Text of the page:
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Charlie Crist's Path to Victory

Not necessarily likely, but plausible.

11:55 AM, Aug 31, 2010 • By JOHN MCCORMACK
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Steve Schale, the state director of Obama's 2008 campaign in Florida, writes that Charlie Crist can't win. Schale is a supporter of Democrat Kendrick Meek, but he makes a pretty persuasive case:

Charlie Crist will not be Florida's next United States Senator. 
 
In a year where most predictions are downright silly, I am very confident in that one.  When Kendrick Meek won last Tuesday, with his victory went Charlie Crist's chances.  Democrats who want to beat Marco Rubio should jump on the Meek train. 

To understand why, let's revisit the math.
 
For Crist to win the United States Senate race, he would need a formula that looked something like this:
 
33% of the Democratic vote
33% of the Republican vote
50% of the NPA vote. 
 
This formula would get him a vote total of 36-37%, a likely win scenario in a highly competitive three way race, where all three candidates are scoring in the thirties. 
 
Here is one problem:  Rubio is limiting him to 20% of the Republican vote.  If Rubio keeps him at 20% of the GOP vote, Crist needs to get 45% of the Democratic vote in order to win, and according to the latest PPP poll, Crist is only at 38% today with Democrats. [...]
 
Therefore, for Crist, who after 20 years of being a GOP insider, his only path to victory is to find a way to be Democratic enough to win enough Democrats, Republican enough to win enough Republicans, and to do that in a way where he doesn't anger Independents.  Not exactly the easiest thing to do, when Democrats now have a plausible alternative in Meek and Republicans in Rubio.

I think Schale is right that in a three-way race, Charlie Crist can't win. But Schale does not consider Crist's most plausible path to victory. It goes something like this: The weekend before the the November 2 election, Crist is trailing Rubio by single digits, while Meek is trailing by double digits--say it's Rubio 39 percent, Crist 34 percent, and Meek 25 percent. At that point, some Meek supporters logically start moving to Crist as the only one who can beat Rubio.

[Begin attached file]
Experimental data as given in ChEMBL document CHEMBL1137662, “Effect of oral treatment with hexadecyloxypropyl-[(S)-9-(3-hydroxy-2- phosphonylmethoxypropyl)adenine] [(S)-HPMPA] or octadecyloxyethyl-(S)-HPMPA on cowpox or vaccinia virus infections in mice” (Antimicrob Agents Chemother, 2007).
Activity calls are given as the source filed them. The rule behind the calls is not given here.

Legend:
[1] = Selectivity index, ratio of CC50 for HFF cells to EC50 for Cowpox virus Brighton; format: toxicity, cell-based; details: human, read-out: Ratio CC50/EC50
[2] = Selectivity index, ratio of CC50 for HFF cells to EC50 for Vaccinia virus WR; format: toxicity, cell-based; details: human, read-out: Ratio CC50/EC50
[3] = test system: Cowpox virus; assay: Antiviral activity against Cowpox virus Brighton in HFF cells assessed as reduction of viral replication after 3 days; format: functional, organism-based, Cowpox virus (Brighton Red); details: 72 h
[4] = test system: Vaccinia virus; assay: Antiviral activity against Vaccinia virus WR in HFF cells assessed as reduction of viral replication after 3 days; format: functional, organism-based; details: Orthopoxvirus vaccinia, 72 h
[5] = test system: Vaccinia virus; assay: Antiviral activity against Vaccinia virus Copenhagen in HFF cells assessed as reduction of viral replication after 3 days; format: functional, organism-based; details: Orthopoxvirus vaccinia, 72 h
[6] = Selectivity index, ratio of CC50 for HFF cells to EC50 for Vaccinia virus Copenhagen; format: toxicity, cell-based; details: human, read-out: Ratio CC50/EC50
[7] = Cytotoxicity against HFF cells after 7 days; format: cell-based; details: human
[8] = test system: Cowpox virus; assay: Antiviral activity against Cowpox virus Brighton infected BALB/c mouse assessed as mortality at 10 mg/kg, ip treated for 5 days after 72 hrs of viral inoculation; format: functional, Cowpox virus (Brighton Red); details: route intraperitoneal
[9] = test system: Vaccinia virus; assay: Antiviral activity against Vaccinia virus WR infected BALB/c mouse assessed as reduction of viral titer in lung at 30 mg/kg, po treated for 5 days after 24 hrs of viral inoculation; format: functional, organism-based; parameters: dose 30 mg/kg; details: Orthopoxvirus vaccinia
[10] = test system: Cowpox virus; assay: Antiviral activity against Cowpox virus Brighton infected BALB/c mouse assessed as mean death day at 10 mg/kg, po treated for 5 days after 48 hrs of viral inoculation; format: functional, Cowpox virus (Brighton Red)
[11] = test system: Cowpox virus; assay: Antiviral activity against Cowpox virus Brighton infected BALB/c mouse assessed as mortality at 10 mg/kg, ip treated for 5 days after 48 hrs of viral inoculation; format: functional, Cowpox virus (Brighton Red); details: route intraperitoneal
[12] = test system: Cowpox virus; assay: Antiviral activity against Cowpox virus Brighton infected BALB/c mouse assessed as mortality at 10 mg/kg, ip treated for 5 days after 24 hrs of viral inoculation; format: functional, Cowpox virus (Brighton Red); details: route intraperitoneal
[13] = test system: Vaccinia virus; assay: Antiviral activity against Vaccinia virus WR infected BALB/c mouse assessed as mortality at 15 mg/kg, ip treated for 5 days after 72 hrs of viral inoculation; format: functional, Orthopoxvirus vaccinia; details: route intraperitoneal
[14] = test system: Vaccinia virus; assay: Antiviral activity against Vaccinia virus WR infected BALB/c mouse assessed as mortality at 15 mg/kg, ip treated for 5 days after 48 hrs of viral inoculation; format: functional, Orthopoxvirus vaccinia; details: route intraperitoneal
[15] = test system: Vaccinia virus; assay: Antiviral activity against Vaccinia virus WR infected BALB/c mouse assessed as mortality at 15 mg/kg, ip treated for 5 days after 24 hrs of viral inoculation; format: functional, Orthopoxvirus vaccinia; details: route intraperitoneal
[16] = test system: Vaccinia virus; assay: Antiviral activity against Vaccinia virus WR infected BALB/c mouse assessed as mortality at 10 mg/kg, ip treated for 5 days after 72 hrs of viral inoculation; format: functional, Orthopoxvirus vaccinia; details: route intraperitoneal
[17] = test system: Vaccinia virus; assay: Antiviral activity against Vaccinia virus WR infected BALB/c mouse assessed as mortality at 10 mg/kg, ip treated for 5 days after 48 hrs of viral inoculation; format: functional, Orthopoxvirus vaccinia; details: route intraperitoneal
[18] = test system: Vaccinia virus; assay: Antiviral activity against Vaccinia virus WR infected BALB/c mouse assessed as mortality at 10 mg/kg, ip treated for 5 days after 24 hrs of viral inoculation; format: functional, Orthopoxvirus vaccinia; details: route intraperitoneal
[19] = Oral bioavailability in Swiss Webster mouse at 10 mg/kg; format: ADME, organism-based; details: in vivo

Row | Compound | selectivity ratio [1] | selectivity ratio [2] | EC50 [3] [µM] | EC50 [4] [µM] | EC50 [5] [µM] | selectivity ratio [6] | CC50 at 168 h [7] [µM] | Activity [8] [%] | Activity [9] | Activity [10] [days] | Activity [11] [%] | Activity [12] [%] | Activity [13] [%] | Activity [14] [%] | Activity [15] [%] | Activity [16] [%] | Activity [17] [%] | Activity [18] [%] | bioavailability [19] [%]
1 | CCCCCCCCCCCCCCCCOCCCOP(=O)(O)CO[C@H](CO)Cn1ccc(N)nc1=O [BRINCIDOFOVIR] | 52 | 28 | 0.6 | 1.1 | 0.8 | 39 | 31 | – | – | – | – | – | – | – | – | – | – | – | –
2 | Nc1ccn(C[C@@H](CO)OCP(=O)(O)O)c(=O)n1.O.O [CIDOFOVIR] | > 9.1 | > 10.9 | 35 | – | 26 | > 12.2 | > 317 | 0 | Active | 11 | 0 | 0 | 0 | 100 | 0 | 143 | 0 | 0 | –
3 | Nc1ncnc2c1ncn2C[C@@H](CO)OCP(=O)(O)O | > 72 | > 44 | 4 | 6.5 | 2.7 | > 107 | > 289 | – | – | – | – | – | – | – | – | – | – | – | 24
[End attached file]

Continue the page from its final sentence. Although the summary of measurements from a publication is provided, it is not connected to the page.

As Rasmussen's latest poll showed, a lot of Meek supporters say they would consider voting for Crist:

Seventy-six percent (76%) of Rubio supporters say they are certain of how they will vote and that they won’t change their mind before Election Day. Just 48% of Meek’s voters say the same, while 45% of Crist supporters are that certain. This suggests that the race could follow the typical pattern of three-way races with either Meek or Crist slipping out of contention and watching their support drift to the other.

Meek supporters who might switch their vote are overwhelmingly considering Crist as their option.

Perhaps Crist would get a big boost from endorsements by big-name national Democrats in the 11th-hour. But the real wild card in this scenario is Meek himself. It's possible that, under pressure from party leadership, Meek would endorse Crist and turn the election into a two-way race.

Think that's never going to happen? Remember NY-23. Liberal Republican Dede Scozzafava, who had fallen back into third place, endorsed Democrat Bill Owens. That endorsement was probably enough to help Owens surge past Conservative party candidate Doug Hoffman on election day.

Yes, there are big differences between NY-23 and the Florida Senate race: Rubio is a much more impressive candidate than Doug Hoffman. Rubio might be able to pull off a win even if Meek endorses Crist at the end of the campaign.

For Crist to keep Meek polling down in the 20s, he's going to have to throw everything he's got at Meek. That could spoil his hopes of winning a Meek endorsement and/or Meek supporters.

And Crist could easily be the one to fall far back into third place, as his Democratic supporters get to know and then decide to support the official Democrat in the race, Meek. So this is not to say that Crist's path to victory is likely, but it is plausible.

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